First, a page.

Have They Forgotten How to Work?
OPTIMISTS LOOK to the market and democratic pluralism as the motors for driving Russia, the great outsider, back into the fold of "normal" economic and political development. Seeking aid and investment from the West, President Boris Yeltsin and his economists point to Russia's vast natural resources as collateral for loans and capital. Little is said, however, of another critical factor: the Russian labor force. While the technology can be imported, the essential human element cannot.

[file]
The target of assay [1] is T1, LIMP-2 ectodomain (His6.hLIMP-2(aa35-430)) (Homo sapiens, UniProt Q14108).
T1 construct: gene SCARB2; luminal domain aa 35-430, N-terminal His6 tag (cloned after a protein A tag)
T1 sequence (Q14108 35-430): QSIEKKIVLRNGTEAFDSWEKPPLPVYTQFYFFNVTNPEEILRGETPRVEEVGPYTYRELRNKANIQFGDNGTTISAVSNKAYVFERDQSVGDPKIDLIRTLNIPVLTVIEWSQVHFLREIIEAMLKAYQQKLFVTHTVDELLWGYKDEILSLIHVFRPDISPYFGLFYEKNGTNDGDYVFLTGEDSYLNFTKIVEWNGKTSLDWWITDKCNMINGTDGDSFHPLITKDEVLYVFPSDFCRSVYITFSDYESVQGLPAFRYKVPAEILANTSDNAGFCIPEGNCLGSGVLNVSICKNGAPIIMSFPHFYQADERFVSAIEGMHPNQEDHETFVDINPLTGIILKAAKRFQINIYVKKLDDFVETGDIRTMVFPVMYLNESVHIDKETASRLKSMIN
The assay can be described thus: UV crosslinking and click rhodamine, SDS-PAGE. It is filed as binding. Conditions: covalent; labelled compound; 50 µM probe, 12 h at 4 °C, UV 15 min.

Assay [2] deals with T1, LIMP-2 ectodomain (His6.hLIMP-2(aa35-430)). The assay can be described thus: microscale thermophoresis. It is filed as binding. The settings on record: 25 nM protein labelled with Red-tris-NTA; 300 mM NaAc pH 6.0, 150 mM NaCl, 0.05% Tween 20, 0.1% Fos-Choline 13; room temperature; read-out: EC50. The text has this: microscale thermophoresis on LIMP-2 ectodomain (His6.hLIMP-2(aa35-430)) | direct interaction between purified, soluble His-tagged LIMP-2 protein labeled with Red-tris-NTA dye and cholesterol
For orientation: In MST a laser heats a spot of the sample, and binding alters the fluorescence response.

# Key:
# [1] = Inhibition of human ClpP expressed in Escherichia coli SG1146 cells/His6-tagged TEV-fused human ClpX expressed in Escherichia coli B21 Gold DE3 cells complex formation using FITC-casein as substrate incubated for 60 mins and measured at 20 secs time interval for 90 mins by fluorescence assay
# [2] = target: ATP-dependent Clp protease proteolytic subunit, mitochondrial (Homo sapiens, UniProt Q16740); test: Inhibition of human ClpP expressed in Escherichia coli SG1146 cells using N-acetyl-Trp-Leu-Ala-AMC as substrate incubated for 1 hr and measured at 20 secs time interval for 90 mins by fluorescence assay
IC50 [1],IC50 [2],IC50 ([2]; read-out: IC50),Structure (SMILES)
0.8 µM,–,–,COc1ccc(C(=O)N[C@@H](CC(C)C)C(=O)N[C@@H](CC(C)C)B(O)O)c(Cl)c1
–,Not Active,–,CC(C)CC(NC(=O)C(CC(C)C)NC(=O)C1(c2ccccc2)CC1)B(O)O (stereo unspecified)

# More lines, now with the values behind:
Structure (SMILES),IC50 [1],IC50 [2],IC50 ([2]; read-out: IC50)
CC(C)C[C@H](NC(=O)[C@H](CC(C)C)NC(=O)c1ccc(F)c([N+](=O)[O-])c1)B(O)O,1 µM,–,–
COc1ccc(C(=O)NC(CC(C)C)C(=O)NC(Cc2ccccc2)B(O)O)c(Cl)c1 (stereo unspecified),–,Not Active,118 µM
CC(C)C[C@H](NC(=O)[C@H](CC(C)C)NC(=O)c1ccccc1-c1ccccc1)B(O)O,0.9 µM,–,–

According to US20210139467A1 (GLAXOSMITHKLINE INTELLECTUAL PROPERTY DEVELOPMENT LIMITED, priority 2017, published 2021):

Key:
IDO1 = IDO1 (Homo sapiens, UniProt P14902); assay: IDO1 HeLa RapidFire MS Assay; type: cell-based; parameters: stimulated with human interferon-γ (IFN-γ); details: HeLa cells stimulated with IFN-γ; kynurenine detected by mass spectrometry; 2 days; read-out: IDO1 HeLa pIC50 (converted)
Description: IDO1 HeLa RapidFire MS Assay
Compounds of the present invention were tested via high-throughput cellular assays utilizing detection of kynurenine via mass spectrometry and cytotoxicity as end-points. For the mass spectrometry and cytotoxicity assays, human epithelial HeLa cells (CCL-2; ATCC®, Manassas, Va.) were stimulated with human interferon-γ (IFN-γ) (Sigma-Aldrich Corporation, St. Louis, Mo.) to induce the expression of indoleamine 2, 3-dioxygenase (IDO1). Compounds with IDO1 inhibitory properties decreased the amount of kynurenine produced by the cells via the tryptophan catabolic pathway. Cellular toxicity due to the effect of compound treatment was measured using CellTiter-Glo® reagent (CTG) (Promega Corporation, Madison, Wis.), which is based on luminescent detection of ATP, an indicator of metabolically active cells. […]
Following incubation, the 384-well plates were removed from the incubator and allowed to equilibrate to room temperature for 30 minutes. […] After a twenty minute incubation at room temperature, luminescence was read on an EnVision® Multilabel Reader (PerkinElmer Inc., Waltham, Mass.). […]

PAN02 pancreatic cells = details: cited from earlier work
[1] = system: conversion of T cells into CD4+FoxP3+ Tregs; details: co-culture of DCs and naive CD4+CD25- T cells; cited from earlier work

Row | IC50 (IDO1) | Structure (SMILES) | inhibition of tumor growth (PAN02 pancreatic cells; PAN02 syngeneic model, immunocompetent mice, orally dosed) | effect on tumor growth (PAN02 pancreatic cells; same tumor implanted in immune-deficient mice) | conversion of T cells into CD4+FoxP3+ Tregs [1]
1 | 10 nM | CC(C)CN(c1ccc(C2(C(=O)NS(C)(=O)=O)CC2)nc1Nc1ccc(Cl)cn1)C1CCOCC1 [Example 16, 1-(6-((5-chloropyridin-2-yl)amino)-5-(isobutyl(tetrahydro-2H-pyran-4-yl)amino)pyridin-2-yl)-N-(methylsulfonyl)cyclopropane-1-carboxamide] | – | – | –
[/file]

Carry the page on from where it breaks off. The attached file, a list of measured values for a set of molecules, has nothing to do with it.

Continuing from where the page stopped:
In city and country alike workers exhibit a long-suffering passivity and what the labor newspaper Trud called "a psychology of permanent dependence." With little pride in their inadequately remunerated work, and for years aware that they were anything but masters of their own proletarian country, the resignation of Russia's workers leaves them ill-prepared for the rough-and-tumble free market. Russian Prime Minister Viktor Chernomyrdin said at this year's World Economic
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